Science, Tech & Environment

The Sound of Earth's Security Blanket

We hear a lot about the fragility of life on earth these days…

Player utilities

Listen to the Story.

The impact of 7 billion-plus people is putting huge stresses on the natural systems that we depend on.

But at least some of the vital systems that protect our planet are largely beyond our ability to mess with.

And that's a strangely reassuring idea to The World's environment editor Peter Thomson…

He got to thinking about it, when he heard a newly recorded piece of sound.

That's it, that's the sound.

It's not crickets. It's not whales.

Nope, this loopy song has been around a lot longer than either of them.

Bear with me for a minute, I will let you know what it is, but let me work my way around to it.

Life is biology. And without really trying, we've invented millions of ways to mess with the earth's basic biological processes… We're seeing the results in mass extinctions and the destruction of ecosystems.

We're even messing with the earth's basic chemistry, from the atmosphere to the oceans.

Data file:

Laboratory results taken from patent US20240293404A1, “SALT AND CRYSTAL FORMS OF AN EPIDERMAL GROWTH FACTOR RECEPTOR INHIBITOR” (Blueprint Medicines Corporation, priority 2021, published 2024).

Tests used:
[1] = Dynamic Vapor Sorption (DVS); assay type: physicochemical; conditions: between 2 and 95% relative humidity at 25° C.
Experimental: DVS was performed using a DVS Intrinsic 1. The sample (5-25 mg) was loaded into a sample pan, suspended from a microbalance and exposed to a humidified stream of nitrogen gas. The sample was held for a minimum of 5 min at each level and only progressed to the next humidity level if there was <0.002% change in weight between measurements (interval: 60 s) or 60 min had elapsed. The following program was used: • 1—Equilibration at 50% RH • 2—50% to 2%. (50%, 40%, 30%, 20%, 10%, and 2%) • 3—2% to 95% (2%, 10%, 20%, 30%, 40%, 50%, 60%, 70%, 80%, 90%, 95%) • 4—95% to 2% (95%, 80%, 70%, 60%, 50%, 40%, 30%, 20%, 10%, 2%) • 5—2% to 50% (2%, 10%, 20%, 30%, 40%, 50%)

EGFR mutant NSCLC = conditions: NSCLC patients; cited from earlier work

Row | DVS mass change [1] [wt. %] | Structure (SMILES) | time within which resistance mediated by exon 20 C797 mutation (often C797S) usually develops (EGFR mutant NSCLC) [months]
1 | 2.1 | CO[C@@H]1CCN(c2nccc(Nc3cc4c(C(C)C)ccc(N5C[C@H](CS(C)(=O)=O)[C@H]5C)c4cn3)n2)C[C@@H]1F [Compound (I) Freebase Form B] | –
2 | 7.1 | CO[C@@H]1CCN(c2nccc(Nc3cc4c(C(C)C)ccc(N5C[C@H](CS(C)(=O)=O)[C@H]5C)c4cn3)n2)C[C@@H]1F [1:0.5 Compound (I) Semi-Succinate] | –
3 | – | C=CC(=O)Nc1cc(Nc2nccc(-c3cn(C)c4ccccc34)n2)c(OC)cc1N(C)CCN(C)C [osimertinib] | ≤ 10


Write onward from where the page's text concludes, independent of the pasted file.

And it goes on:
But the physical forces that helped make life blossom? Well, here we finally may have found something that can't be touched by human hands

Take, for instance, the earth's magnetic field.

Our planet has a big iron core, and as the earth spins, it creates a powerful magnetic field that extends = into space and forms a sort of protective bubble around the planet. It's called the Magnetosphere, and although you can't see it, scientists draw it as kind of a big donut tucked around the earth.

It deflects most of the charged particles blasting off the sun. Without it, that solar wind would basically blow away much of our atmosphere.

And here's where that weird, loopy sound comes in…

In August, NASA launched a couple of satellites to study the area where the earth's magnetic field meets the solar wind. And it turns out that a lot of those charged particles create radio waves that can be captured and turned into sound.

Long been recording these sounds from earth, but NASA says these are the best recordings ever of what they call "chorus."

It's physics at work. It's part of the reason we're here. And as far as we know, it's largely impervious to human impact.

And as someone who covers those other impacts every day, it's nice to know there are some things we can't wreck. And that as long as the earth keeps spinning, it'll also keep making its weird and wonderful music.